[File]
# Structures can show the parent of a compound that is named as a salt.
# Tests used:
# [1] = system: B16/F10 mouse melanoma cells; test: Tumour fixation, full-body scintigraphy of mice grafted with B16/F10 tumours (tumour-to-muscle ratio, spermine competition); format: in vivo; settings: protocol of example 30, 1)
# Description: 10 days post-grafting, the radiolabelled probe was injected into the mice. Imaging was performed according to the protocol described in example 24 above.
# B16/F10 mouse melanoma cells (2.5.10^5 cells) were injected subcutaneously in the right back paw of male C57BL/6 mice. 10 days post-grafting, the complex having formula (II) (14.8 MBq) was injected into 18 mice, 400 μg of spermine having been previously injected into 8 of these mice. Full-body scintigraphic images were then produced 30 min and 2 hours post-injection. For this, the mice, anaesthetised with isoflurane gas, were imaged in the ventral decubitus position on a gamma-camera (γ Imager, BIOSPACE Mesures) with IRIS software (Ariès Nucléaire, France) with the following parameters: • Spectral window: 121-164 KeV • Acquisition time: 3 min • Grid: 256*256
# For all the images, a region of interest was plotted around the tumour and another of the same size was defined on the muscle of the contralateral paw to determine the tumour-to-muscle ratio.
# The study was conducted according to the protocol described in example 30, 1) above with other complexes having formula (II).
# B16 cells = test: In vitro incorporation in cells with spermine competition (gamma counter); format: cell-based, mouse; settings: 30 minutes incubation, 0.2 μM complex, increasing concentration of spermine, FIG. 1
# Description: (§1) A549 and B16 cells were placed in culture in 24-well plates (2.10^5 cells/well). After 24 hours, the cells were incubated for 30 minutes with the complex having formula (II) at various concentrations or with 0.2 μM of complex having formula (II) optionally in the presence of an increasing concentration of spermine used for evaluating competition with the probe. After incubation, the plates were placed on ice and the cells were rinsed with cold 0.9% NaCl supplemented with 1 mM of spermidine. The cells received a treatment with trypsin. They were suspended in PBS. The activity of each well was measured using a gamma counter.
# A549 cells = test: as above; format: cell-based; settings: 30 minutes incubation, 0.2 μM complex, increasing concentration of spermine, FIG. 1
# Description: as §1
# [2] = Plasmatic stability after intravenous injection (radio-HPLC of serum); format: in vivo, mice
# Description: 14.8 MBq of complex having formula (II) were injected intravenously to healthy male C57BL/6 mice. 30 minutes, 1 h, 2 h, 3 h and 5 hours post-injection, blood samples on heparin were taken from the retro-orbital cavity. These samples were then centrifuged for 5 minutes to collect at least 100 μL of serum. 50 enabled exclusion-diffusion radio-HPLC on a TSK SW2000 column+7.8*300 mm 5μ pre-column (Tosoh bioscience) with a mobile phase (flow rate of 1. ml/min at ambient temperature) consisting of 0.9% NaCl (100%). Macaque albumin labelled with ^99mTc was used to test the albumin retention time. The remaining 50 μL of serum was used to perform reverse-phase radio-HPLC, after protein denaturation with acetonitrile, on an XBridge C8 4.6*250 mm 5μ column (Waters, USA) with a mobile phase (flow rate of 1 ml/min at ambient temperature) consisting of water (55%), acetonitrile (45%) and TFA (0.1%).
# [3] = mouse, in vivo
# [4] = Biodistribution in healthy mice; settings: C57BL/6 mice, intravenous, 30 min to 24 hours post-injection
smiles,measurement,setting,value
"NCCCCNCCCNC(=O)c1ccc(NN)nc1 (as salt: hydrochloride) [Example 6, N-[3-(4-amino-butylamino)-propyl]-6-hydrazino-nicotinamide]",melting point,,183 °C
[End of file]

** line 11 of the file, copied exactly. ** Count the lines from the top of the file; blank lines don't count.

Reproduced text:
# Description: as §1